Phil Spencer says Microsoft really wants Activision for mobile and PC games

It would be reasonable to assume that Microsoft’s lawsuit against Activision Blizzard was prompted in large measure by Call of Duty. It’s one of the greatest gaming series on the planet, after all, a perennial moneymaker that just doesn’t seem to lose even after more than a decade of annual releases. But in an interview with Bloomberg (opens in a new tab)Xbox boss Phil Spencer said what really piqued Microsoft’s interest were mobile games and, to a lesser extent, PCs.

“The biggest gaming platform on the planet is cell phones. One and a half billion people play on cell phones,” Spencer said. “And I guess, unfortunately as Microsoft, it’s not a place where we have a native platform. As a game, coming from console and PC, we don’t have a lot of creative ability that has built successful mobile games.

“One thing about the video game space is if you’ve been around too long, you know most of the creators. So you kind of know teams that might be suitable for what we’re trying to do. But we We really started discussions, internally at least, at Activision Blizzard around the capability they had on mobile and then PC with Blizzard, and those were the two things that really piqued our interest.

This is an especially interesting point because Call of Duty is generally seen as a major potential obstacle to regulatory approval of Microsoft’s acquisition of Activision Blizzard. Microsoft was recently forced to respond to Sony’s claims that Call of Duty games are so “essential (opens in a new tab)“that they can influence console buying decisions. In light of this, it’s understandable that Microsoft would want to downplay the role Call of Duty played in driving the deal.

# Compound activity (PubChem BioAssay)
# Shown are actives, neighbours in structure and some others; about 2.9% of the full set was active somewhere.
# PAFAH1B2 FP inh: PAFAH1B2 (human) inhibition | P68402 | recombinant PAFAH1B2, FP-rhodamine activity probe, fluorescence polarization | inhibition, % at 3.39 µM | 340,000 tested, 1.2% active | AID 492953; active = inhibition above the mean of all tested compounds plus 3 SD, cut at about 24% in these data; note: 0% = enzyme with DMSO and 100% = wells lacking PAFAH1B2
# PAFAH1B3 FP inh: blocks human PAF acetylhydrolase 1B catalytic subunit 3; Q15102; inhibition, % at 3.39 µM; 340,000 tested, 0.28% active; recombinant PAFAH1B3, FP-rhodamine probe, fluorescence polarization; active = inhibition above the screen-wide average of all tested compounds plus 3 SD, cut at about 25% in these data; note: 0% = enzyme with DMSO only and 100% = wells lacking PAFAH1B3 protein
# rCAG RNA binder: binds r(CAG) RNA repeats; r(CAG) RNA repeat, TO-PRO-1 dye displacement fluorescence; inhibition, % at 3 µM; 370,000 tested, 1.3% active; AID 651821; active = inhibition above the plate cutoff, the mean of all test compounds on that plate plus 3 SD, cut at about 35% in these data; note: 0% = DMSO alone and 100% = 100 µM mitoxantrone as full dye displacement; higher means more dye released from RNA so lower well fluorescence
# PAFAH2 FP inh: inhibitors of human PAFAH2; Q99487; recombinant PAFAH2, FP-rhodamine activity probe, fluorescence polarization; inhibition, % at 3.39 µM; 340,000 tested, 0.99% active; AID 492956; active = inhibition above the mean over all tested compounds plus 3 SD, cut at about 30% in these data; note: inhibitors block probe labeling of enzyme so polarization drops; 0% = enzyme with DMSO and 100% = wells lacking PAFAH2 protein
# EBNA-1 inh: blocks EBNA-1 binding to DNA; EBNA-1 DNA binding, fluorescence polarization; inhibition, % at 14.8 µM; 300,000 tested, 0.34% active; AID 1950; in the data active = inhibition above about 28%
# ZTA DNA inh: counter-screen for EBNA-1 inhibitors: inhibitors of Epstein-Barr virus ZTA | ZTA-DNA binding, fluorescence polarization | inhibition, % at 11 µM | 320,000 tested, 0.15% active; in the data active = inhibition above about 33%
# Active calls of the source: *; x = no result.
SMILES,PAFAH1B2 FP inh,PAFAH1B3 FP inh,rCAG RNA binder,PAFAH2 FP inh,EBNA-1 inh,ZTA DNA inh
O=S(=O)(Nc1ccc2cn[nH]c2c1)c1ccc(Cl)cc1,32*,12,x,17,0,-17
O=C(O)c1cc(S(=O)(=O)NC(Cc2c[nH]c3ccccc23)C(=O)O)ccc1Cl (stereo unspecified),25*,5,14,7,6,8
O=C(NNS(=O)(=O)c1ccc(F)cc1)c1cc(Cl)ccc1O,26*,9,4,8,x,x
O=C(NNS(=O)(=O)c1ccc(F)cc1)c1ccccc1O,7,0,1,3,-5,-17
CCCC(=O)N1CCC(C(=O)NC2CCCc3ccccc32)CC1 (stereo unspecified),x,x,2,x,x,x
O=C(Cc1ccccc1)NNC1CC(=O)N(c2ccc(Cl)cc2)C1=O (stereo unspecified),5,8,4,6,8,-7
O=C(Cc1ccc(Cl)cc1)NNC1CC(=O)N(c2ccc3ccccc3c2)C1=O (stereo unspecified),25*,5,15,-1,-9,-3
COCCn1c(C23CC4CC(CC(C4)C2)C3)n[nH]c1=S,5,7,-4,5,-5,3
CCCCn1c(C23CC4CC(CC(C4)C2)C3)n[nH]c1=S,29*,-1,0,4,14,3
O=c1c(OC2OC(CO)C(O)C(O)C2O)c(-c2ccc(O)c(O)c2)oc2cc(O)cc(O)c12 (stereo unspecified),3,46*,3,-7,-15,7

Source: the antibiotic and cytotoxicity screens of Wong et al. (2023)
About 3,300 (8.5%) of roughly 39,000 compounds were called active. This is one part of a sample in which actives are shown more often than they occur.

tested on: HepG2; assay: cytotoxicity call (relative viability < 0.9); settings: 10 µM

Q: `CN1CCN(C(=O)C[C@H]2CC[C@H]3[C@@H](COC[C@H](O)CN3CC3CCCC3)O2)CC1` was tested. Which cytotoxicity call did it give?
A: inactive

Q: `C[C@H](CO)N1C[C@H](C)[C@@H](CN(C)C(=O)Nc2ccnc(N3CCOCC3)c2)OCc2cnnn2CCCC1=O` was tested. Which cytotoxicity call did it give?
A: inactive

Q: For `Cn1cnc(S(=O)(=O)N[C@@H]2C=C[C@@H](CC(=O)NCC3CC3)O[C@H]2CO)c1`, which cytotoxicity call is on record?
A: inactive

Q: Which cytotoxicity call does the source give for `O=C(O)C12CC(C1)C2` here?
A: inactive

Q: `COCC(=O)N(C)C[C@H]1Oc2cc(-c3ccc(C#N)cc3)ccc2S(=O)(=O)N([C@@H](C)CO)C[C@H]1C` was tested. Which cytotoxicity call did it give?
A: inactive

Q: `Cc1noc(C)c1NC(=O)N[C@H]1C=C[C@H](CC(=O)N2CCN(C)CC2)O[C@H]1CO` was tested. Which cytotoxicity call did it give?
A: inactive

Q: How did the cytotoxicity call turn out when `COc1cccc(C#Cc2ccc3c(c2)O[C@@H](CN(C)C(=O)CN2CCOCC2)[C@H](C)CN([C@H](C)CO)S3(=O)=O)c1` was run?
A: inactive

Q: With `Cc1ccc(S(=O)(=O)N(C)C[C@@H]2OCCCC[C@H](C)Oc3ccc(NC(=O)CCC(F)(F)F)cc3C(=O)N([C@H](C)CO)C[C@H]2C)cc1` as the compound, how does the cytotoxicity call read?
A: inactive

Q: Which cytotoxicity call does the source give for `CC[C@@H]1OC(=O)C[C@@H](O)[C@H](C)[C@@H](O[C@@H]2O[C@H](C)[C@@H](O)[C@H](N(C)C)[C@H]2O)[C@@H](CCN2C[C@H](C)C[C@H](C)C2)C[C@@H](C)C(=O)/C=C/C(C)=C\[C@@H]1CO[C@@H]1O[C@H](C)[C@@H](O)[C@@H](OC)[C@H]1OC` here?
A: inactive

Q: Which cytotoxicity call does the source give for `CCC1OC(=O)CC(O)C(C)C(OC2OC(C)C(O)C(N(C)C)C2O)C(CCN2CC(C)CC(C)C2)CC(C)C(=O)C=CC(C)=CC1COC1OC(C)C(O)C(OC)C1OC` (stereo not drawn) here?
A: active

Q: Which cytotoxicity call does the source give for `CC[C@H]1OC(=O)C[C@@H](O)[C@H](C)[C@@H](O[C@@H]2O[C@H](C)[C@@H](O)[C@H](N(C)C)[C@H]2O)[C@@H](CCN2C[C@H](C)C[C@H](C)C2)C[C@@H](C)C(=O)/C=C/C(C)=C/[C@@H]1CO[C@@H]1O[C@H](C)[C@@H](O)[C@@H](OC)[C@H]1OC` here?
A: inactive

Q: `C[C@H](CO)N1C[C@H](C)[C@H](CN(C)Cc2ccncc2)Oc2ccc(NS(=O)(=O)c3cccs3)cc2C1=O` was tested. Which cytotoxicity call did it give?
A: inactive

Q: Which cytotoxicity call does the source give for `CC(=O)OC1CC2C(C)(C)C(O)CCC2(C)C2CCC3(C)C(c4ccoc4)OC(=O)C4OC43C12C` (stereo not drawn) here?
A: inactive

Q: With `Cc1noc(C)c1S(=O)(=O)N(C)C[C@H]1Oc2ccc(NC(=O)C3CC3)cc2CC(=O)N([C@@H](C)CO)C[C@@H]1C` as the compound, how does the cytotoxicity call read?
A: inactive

Mobile really is where the money is, though. Activision Blizzard revealed in its second quarter 2022 financial report (opens in a new tab) that more than half of the total revenue it made in the quarter came from mobile games, or $831 million in total. That’s more than PC and console revenue combined, and a dramatic jump from the same quarter a year earlier, when mobile phone revenue accounted for 35% of the total. And while PC and console revenues were down in the quarter, mobile phone revenues saw slight growth.

Interestingly, the vast majority of this mobile revenue comes from Activision Blizzard’s silent “K”: King, the mobile developer acquired by Activision in 2016, which reported total quarterly revenue of $684 million, or more than 82% of the total. But the shift to mobile is spreading. Diablo Immortal is a success (opens in a new tab) despite furious reactions from mainstream gamers, Call of Duty Mobile maintains a stable viewership and work continues on the mobile version of Call of Duty: Warzone (opens in a new tab) and Warcraft: Arclight Rumble (opens in a new tab).

Microsoft’s acquisition of Activision Blizzard cleared its first regulatory hurdle earlier this week when Saudi Arabia (opens in a new tab) The General Competition Authority (GAC) has given the official green light to the agreement. However, the deal is still under investigation by larger regulators, including the US Federal Trade Commission. (opens in a new tab) and the UK Competition and Markets Authority. (opens in a new tab) The general consensus is that the deal will eventually be approved, but some US politicians have criticized (opens in a new tab) of the role played by Activision Blizzard CEO Bobby Kotick, who remains under fire for his handling of allegations of widespread misconduct at the studio, and how he will enjoy a “golden parachute” in the words of the OK.

What role Kotick will play at Activision Blizzard if the acquisition is completed, if any, remains an open question for now: Spencer declined to comment on whether Kotick will stay, saying that until the deal closes, he won’t is “not really in a position to say” how the business is run.

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